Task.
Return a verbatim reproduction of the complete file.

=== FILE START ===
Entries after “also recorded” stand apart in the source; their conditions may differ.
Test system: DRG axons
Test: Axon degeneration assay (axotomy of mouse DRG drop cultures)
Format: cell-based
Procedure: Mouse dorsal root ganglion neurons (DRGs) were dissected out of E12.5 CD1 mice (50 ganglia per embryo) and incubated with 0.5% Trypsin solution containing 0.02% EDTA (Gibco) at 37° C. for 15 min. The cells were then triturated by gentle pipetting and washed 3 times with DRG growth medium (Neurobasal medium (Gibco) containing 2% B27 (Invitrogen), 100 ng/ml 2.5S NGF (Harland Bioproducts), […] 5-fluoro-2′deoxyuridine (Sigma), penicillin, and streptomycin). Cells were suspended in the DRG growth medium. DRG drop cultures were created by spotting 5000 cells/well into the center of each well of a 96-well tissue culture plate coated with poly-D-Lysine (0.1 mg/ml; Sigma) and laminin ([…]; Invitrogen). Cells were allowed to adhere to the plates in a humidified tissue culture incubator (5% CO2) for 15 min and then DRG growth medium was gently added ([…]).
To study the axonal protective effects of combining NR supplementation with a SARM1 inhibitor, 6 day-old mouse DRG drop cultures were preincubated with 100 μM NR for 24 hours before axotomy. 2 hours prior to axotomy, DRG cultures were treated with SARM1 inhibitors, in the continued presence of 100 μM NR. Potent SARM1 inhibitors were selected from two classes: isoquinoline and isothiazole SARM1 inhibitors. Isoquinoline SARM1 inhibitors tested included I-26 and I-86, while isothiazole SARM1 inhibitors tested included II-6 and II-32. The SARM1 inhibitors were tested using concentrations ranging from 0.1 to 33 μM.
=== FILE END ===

Entries after “also recorded” stand apart in the source; their conditions may differ.
Test system: DRG axons
Test: Axon degeneration assay (axotomy of mouse DRG drop cultures)
Format: cell-based
Procedure: Mouse dorsal root ganglion neurons (DRGs) were dissected out of E12.5 CD1 mice (50 ganglia per embryo) and incubated with 0.5% Trypsin solution containing 0.02% EDTA (Gibco) at 37° C. for 15 min. The cells were then triturated by gentle pipetting and washed 3 times with DRG growth medium (Neurobasal medium (Gibco) containing 2% B27 (Invitrogen), 100 ng/ml 2.5S NGF (Harland Bioproducts), […] 5-fluoro-2′deoxyuridine (Sigma), penicillin, and streptomycin). Cells were suspended in the DRG growth medium. DRG drop cultures were created by spotting 5000 cells/well into the center of each well of a 96-well tissue culture plate coated with poly-D-Lysine (0.1 mg/ml; Sigma) and laminin ([…]; Invitrogen). Cells were allowed to adhere to the plates in a humidified tissue culture incubator (5% CO2) for 15 min and then DRG growth medium was gently added ([…]).
To study the axonal protective effects of combining NR supplementation with a SARM1 inhibitor, 6 day-old mouse DRG drop cultures were preincubated with 100 μM NR for 24 hours before axotomy. 2 hours prior to axotomy, DRG cultures were treated with SARM1 inhibitors, in the continued presence of 100 μM NR. Potent SARM1 inhibitors were selected from two classes: isoquinoline and isothiazole SARM1 inhibitors. Isoquinoline SARM1 inhibitors tested included I-26 and I-86, while isothiazole SARM1 inhibitors tested included II-6 and II-32. The SARM1 inhibitors were tested using concentrations ranging from 0.1 to 33 μM.